The top 15 per cent of colleges will be given wide-ranging freedoms with their budgets for adult learning under the new Skills Funding Agency (SFA).
Outstanding providers will receive a single budget from the funding body from September next year and will be free to make their own decisions on the number of students and the type and level of courses offered.
As well as coming under less audit scrutiny and having fewer inspections, they will be encouraged to develop their own qualifications and will be free to determine their own level of borrowing.
Other providers will be able to switch funding between Train to Gain and apprenticeships as required - but they will not be able to transfer cash between their funds for employer training and individual adult education. And those that are identified as failing will not be allowed any extra freedoms under the new regime.
Susan Pember, director of SFA transition at the department for Business, Innovation and Skills (BIS), said: "Nobody else is going to sign off your plans, that's the autonomy. But if you're an outstanding college, I would expect you would want to reflect your regional needs within your plan."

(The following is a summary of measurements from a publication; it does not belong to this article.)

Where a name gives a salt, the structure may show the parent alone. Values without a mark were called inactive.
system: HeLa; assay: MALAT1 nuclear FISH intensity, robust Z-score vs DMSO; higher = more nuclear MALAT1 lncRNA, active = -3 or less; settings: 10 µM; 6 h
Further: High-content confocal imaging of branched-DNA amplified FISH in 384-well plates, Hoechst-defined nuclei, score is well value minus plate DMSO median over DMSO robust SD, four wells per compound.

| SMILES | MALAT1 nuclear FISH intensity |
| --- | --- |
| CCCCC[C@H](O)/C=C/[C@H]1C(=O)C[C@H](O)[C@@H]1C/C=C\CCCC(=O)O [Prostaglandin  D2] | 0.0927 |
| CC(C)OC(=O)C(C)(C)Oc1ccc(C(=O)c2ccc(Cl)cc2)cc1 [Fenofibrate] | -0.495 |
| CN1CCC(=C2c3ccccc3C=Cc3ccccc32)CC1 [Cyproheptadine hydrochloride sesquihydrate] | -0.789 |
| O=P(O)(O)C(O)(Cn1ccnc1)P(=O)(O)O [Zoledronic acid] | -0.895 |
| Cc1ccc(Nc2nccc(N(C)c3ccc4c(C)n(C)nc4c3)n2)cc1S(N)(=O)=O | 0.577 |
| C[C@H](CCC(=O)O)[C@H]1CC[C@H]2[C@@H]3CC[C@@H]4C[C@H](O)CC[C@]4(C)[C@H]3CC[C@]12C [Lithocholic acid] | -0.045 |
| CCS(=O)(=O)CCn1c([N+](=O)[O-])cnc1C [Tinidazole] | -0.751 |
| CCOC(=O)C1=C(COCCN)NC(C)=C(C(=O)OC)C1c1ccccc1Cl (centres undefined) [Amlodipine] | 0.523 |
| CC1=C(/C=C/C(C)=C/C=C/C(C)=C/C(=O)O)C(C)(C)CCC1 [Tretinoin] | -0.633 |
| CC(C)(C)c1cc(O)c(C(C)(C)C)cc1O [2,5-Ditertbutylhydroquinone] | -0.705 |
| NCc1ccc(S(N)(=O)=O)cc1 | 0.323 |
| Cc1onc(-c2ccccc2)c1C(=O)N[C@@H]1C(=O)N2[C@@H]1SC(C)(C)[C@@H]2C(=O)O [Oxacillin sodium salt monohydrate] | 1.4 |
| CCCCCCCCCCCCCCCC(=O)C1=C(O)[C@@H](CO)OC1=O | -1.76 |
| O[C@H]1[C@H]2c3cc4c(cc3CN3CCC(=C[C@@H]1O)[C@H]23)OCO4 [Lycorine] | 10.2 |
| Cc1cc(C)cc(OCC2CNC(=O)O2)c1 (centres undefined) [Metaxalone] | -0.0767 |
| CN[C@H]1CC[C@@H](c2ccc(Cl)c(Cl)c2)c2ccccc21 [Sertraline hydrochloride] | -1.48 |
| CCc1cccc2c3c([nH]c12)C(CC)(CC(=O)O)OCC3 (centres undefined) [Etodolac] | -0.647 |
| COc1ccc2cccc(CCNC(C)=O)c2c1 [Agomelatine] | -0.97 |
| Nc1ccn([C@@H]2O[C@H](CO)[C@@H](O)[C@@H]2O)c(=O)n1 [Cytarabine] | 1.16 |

BIS calls the new freedoms "earned autonomy" and expects in return that colleges and other providers will follow national priorities, provide information on quality and success rates to employers and students, and use the new flexibility to respond to local need.
Colleges and providers are also promised that dealing with the SFA will be simpler, with a single point of contact covering funding allocations, performance, intervention and any capital projects.
But the department said it was avoiding the risk of a high-profile public sector IT failure by retaining its old systems, which will be gradually phased out and replaced by a new integrated system over time.
Lynne Sedgmore, chief executive of the 157 Group of leading colleges, said: "157 strongly welcomes the new freedoms and is keen to evidence that increased trust and flexibilities will enable colleges to give a more responsive and effective service to employers and learners.
"We have been arguing for such freedoms for many years and are pleased to see them offered at last."
Martin Doel, chief executive of the Association of Colleges (AoC), said: "AoC welcomes the fact that the freedoms promised in the Skills for Growth strategy are potentially available to all colleges and not to just 15 per cent of them.
"We understand that a 15 per cent limit may apply in 201011 for practical reasons but we do not accept this as a permanent restriction on college self-determination.
"We are sure that colleges will make best use of whatever flexibility is offered to them.
"Given the challenges set out in the skills strategy and the pressures created by the recession and public spending restraint, colleges will need more freedom to respond in a way that serves the needs of their local communities."